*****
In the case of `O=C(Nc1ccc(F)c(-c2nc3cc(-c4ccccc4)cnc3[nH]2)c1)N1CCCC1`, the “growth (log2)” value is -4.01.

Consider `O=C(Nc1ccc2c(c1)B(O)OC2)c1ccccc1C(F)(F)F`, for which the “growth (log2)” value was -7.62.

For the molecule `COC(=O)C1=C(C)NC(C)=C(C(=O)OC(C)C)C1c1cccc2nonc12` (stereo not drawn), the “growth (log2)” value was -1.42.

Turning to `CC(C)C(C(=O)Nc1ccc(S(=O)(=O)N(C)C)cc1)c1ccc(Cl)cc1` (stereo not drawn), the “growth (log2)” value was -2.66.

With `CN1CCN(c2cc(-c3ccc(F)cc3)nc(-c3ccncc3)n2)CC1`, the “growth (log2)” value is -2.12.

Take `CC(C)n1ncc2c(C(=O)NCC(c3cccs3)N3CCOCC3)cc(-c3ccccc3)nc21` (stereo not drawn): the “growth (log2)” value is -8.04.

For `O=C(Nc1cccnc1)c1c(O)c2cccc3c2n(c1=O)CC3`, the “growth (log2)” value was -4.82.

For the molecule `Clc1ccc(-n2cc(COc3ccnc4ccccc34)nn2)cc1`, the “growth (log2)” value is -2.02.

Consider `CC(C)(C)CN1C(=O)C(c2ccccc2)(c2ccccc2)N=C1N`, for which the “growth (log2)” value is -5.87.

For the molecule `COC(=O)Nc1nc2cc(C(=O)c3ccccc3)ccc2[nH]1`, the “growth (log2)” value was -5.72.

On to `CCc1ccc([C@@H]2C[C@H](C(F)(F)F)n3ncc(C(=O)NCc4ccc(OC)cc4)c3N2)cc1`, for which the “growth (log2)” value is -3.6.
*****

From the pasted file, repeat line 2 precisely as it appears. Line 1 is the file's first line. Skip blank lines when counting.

Consider `O=C(Nc1ccc2c(c1)B(O)OC2)c1ccccc1C(F)(F)F`, for which the “growth (log2)” value was -7.62.